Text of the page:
also met his future wife on the set. There were four schoolgirls featured
in an early scene: Pattie Boyd, Tina Williams, Pru Bury and Susan Whitman.
Pattie was a model who had appeared in a series of Smiths Crisps TV ads
directed by Dick Lester, who hired her for The Beatles’ movie. George seemed
enchanted by her from the moment he met her and a real-life romance began
which more than made up for the one aspect the movie noticeably lacked.
The film was budgeted at £200,000, the production company was Proscenium Films and Shenson’s assistant was Dennis O’Dell. It was decided to film in black and white and Robert Freeman, the group’s photographer friend, was hired to create the title sequence, while George Martin was appointed musical director. He provided instrumental versions of ‘This Boy’, ‘I Should Have Known Better’, ‘And I Love Her’ and ‘A Hard Day’s Night.’ The official announcement about the making of the film was given in December 1963. Shooting began on 2nd March 1964 and lasted for two months.
Twickenham Studios, Middlesex, was the setting for the interior scenes and location shooting took place at several sites in the London area. The Beatles are shown at Marylebone Station at the beginning of the film where they are pursued by hordes of fans, causing them to make an ingenious escape by dodging through the doors of taxis. St Margaret’s Field in Gatwick was used for the scene in which they engage in a bit of horseplay during a break in rehearsals for their TV show. It was also where the final scene – in which the boys are picked up by a helicopter – was filmed.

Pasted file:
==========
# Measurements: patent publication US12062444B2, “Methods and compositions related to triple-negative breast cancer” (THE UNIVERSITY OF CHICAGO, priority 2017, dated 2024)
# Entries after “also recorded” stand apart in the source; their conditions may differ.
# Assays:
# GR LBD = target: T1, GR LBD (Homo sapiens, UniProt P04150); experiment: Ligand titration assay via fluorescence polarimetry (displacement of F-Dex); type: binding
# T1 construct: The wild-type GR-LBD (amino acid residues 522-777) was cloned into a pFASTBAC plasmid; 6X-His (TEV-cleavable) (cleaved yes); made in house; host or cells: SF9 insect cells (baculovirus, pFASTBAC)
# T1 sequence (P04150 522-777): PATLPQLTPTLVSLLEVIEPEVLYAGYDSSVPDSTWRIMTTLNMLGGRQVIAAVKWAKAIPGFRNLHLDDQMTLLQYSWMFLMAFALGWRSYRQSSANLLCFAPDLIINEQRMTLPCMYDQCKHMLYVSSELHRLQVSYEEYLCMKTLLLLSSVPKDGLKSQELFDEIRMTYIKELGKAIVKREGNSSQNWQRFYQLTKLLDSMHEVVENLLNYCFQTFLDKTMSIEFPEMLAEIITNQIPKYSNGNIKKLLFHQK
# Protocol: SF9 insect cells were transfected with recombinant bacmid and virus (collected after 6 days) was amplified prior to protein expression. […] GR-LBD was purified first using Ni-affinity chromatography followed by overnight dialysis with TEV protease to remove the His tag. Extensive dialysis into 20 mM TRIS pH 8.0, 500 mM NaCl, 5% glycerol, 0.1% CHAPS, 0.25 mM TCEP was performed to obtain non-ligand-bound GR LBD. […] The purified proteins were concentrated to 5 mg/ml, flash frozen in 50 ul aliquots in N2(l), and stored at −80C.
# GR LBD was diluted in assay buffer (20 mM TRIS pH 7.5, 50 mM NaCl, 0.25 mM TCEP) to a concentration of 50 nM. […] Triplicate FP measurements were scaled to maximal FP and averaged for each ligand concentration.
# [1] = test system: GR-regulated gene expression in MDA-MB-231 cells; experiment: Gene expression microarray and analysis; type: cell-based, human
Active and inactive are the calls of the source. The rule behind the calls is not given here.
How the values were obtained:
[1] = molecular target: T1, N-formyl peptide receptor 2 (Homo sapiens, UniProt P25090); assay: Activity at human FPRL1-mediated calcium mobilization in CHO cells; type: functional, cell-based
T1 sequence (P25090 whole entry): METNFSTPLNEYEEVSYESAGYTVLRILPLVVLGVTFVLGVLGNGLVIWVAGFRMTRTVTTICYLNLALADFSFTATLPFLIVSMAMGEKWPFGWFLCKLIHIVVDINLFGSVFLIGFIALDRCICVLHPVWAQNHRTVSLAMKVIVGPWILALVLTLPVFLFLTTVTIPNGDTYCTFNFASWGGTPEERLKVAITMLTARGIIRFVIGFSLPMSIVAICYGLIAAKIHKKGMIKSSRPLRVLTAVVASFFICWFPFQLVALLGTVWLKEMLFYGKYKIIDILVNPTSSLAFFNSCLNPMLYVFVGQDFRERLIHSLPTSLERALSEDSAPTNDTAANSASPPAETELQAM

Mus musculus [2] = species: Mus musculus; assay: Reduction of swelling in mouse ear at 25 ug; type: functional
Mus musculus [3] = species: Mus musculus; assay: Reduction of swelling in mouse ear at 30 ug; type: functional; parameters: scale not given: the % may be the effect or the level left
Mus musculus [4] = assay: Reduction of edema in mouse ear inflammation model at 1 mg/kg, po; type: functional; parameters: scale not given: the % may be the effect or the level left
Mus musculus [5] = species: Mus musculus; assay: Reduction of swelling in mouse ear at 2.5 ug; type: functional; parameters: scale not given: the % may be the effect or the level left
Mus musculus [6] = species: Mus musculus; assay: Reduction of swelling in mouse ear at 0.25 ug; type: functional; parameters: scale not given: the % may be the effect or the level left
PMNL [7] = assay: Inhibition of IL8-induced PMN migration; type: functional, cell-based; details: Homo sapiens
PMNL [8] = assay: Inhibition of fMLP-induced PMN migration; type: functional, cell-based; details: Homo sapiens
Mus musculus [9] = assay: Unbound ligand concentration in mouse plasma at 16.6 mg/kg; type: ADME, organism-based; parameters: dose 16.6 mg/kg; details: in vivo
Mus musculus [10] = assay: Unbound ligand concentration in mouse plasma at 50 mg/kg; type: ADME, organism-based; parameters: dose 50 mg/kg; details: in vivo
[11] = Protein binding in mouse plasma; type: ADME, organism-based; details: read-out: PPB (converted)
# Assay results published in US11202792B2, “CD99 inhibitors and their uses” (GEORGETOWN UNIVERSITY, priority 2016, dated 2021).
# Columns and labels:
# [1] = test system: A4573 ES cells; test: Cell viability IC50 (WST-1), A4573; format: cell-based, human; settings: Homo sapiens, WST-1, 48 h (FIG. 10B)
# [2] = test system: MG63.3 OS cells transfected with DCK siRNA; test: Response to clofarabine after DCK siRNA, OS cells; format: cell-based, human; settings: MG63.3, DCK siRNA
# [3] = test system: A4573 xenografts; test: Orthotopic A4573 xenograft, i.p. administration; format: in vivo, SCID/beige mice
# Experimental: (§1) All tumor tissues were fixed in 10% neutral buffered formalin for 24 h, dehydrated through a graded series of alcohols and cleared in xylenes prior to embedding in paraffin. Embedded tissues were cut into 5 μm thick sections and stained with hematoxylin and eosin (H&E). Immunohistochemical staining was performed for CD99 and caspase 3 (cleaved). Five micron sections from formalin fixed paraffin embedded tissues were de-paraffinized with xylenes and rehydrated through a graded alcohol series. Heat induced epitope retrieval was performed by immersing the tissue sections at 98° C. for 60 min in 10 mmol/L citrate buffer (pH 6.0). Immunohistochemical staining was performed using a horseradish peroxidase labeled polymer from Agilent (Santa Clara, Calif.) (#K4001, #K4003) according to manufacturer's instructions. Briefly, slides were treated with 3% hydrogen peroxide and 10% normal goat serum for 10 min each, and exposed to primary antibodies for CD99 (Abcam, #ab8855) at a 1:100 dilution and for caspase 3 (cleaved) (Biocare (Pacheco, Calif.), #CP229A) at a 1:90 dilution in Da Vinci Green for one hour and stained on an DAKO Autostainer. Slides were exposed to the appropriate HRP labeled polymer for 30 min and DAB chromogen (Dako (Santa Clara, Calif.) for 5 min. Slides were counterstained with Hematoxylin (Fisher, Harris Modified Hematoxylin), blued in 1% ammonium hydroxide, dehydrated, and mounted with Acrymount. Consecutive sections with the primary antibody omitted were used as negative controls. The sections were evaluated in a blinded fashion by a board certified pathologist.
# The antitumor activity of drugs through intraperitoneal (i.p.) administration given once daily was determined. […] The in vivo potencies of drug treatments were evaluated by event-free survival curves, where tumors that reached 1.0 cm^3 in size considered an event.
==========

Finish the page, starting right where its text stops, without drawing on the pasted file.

The Scala Theatre in Charlotte Street, London, was the setting for their performance before an audience on the television show. (In fact the group actually performed to rows of empty seats. The audience was admitted after the group had left the theatre and did all their screaming to a film of The Beatles’ performance).